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Sennheiser PXC 450 VS Sennheiser PXC 350 VS Bose QC 2 VS Bose QC3

post #1 of 31
Thread Starter 
Hi everyone,

I've just joined Head Fi not long ago and have been trying to search for reviews and opinions on the differences between the PXC 450, PXC 350, and QC2. I've found some lose threads and posts here and there, but nothing of great detail. I guess when it comes down to noise-canceling cans, it automatically becomes a "non-audiophile" can and thus not worth reviewing in detail here. I've got no offense to that. I guess I'm writing this post for those who, like me, travel a hell of a lot and need to have a bit of compromise to kill aircraft noise. I'm also writing this post as I've personally done a lot of research around the three pairs of cans and personally own them. But as an amateur, I'd like valuable further input from those who may be more experienced.

Bose QC2

Pros = Cheapest of the lot; Bass is good for those who like to listen to music with a beat; Second Smallest pair of cans (bigger than QC3, but smaller than Sennheisers); Very comfortable to wear on long flights

Cons = Cheap build quality compared to Sennheisers; No passive mode (so when battery dies, so does the sound); crap cable quality as compared to Sennheisers

Bose QC3 (I don't own this pair, so I can't really comment greatly on it; Someone else who owns them can probably add to this greatly)

Pros = Smallest pair of cans in the group; Comfortable to wear; Noise-Canceling algorithm improved over QC2 (although I personally can't hear a difference); cable quality slightly better than QC2, but not as good as Sennheisers

Cons = Again, cheap build quality (not as solid as Sennheisers); No passive mode (I think); Lithium Ion battery is great idea but needs to be charged by special charger (unless you travel first class, it would be hard to charge the battery if it dies. I'm also not a fan of having another gadget of mine that requires charging).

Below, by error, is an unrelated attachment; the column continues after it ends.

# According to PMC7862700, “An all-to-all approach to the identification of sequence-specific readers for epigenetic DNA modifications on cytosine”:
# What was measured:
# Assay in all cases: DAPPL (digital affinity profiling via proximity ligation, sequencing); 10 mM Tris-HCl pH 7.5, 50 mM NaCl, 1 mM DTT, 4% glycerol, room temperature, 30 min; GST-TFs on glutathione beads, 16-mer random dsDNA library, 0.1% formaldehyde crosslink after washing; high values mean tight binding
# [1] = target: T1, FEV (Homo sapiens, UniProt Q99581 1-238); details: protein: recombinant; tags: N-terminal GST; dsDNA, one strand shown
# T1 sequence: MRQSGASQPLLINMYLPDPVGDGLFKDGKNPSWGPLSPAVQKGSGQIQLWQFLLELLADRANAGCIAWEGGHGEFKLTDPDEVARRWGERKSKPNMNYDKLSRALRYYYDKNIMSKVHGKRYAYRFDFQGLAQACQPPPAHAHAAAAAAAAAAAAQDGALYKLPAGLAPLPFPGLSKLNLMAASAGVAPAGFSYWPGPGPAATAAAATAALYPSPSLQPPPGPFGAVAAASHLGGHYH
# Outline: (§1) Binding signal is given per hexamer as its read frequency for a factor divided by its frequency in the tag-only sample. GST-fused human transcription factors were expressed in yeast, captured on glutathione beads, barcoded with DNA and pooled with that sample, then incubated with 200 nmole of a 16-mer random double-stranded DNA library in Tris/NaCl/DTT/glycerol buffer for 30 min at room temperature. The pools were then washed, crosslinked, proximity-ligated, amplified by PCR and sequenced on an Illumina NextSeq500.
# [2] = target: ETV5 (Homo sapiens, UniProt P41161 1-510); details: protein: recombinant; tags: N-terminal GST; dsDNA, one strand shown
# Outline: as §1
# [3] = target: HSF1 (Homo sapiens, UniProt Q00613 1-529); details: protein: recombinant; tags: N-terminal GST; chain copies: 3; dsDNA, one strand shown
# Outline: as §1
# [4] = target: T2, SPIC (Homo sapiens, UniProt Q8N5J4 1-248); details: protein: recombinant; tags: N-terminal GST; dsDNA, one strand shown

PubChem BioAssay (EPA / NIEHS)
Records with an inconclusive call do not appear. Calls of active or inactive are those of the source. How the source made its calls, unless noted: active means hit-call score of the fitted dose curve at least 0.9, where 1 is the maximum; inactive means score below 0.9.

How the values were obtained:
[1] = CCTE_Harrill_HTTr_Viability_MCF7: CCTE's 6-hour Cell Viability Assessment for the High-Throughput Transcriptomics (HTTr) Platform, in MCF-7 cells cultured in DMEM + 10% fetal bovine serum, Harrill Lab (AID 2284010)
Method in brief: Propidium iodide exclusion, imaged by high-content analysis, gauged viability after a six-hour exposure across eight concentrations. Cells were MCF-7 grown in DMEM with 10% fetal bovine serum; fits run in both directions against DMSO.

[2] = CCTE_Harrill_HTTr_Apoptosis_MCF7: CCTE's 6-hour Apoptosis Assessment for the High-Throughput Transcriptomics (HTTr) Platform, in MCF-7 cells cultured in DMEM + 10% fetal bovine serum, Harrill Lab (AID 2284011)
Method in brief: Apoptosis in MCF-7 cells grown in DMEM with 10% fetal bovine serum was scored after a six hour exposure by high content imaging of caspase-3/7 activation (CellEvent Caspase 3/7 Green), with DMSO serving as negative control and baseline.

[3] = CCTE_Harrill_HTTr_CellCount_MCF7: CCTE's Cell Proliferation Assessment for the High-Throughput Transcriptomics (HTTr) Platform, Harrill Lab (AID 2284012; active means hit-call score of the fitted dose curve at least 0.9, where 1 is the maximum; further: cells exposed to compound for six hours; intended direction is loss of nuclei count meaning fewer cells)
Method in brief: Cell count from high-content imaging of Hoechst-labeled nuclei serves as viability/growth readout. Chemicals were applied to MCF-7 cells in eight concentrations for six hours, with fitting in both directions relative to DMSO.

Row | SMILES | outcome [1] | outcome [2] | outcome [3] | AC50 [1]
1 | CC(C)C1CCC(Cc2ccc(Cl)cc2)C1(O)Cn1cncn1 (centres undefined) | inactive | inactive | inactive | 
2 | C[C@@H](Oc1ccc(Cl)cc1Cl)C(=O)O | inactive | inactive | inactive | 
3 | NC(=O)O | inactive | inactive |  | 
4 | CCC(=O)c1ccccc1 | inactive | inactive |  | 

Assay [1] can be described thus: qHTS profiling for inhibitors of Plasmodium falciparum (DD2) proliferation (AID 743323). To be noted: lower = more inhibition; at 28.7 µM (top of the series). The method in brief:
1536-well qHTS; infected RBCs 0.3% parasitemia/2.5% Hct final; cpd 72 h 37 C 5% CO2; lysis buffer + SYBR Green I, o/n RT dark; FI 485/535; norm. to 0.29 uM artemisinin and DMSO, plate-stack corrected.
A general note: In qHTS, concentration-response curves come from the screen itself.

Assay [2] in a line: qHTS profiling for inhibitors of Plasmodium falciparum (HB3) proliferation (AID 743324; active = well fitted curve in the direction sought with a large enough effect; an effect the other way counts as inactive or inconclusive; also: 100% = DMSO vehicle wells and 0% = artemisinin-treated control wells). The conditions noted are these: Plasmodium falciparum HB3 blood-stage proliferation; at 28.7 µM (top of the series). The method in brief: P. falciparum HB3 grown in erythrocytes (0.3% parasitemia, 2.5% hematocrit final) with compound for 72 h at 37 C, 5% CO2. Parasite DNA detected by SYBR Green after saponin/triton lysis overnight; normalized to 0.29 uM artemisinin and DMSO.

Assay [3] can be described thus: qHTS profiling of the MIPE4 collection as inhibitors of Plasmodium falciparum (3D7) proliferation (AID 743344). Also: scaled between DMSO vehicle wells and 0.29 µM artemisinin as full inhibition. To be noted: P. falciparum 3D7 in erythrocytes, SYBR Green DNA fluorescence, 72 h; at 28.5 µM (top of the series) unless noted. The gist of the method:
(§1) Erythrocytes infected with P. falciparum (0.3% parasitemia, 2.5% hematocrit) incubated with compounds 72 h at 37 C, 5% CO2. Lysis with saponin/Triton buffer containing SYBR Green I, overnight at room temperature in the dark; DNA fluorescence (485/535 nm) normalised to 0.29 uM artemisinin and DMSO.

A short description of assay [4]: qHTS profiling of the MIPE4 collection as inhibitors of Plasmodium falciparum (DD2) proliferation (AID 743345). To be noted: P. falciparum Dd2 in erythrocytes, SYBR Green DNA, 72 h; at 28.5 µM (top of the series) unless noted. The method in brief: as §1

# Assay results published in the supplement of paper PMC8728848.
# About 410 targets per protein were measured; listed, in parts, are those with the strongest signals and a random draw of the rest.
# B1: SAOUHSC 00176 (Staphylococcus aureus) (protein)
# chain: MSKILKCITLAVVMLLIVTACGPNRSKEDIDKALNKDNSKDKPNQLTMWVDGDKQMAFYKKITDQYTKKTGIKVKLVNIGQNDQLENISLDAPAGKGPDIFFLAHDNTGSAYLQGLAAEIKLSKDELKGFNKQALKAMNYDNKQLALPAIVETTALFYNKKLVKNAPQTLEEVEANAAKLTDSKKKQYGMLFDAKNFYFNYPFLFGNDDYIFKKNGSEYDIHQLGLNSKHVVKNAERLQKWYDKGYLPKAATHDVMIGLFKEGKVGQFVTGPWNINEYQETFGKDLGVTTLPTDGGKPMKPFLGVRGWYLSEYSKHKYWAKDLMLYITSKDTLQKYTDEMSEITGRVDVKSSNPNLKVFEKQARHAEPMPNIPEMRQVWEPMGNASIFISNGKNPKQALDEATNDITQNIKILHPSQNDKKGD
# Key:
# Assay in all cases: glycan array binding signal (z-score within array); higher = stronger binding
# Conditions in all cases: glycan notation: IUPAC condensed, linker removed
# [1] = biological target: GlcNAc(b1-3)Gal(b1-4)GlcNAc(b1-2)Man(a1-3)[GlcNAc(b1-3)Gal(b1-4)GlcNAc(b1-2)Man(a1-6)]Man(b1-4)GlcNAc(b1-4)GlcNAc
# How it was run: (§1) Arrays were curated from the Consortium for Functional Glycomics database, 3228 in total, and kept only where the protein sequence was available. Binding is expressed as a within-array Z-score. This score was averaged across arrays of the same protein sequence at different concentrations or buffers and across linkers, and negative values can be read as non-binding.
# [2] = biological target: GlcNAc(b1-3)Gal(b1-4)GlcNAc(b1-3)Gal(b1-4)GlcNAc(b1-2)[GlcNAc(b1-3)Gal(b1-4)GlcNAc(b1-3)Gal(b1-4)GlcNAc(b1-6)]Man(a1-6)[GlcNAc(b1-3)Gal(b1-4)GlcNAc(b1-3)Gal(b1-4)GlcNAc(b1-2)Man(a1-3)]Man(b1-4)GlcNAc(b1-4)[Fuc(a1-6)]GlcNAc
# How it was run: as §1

Sennheiser PXC 350

Pros = Nice build quality; Black colour aesthetically pleasing; Bass & Treble more exaggerated Noise Canceling mode more so than PXC 450 (pro for some, maybe con for others, depending on your personal taste); Cable quality is a lot better than Bose; Passive mode is possible (i.e. listening to music without batteries or without turning on noise-canceling is possible); Volume button easily controlled (controlled via analogue control in middle of cable)

Cons = Not as comfortable as either the QC series or PXC 450; Runs on two AAA batteries (All the other models either run of Li-Ion or single AAA); Passive mode sound quality is a bit flat as compared to its active mode; No Talkthrough mode when compared to PXC 450 (believe me, this can be useful when a hot air hostess is trying to talking to you:-)

Sennheiser PXC 450

Pros = Nice build quality; Comfortable (may not be as comfortable as QC series); Bass and Treble not overtly exaggerated in noise-canceling mode; Talkthrough is possible; Passive sound quality is the best here (as long as the batteries are either fully drained or are removed); Turns heads (like wearing an Omega/Tag/or Rolex watch OR driving a 911 GT2 Porsche); Cable quality is very good in comparison to the others

Cons = Annoying BUZZ in bypass/passive mode with batteries in (this occurs only in the Right channel and can occur even when the cans are not connected at all!); the most expensive noise canceling headphones that money can buy (I guess it is targeted for high end business class travelers); Buttons on the side of the headphone may be troublesome for some to access i.e. volume +/- buttons.

Conclusion

So I guess there are pros and cons to all the noise-canceling headphones. I guess it is down to personally weighing the pros/cons of each one to find the perfect balance for each individual user.

Hope this post helps.
post #2 of 31